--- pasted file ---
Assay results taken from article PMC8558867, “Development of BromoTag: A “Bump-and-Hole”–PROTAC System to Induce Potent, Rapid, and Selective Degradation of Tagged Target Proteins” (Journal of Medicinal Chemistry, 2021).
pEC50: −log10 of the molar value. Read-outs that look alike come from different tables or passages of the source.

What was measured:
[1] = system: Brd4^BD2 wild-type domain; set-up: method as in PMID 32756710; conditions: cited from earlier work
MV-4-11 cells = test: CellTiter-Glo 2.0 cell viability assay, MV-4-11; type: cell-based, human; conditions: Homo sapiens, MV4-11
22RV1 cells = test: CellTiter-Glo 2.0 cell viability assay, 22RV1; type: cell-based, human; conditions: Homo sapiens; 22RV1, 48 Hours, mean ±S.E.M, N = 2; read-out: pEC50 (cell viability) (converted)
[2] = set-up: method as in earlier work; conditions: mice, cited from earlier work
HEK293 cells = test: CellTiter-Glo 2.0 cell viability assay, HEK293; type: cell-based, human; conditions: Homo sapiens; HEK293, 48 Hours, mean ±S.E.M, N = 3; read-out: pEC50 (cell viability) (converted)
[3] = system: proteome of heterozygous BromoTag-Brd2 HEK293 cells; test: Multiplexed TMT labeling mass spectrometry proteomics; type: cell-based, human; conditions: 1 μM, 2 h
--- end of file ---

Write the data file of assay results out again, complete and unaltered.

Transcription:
Assay results taken from article PMC8558867, “Development of BromoTag: A “Bump-and-Hole”–PROTAC System to Induce Potent, Rapid, and Selective Degradation of Tagged Target Proteins” (Journal of Medicinal Chemistry, 2021).
pEC50: −log10 of the molar value. Read-outs that look alike come from different tables or passages of the source.

What was measured:
[1] = system: Brd4^BD2 wild-type domain; set-up: method as in PMID 32756710; conditions: cited from earlier work
MV-4-11 cells = test: CellTiter-Glo 2.0 cell viability assay, MV-4-11; type: cell-based, human; conditions: Homo sapiens, MV4-11
22RV1 cells = test: CellTiter-Glo 2.0 cell viability assay, 22RV1; type: cell-based, human; conditions: Homo sapiens; 22RV1, 48 Hours, mean ±S.E.M, N = 2; read-out: pEC50 (cell viability) (converted)
[2] = set-up: method as in earlier work; conditions: mice, cited from earlier work
HEK293 cells = test: CellTiter-Glo 2.0 cell viability assay, HEK293; type: cell-based, human; conditions: Homo sapiens; HEK293, 48 Hours, mean ±S.E.M, N = 3; read-out: pEC50 (cell viability) (converted)
[3] = system: proteome of heterozygous BromoTag-Brd2 HEK293 cells; test: Multiplexed TMT labeling mass spectrometry proteomics; type: cell-based, human; conditions: 1 μM, 2 h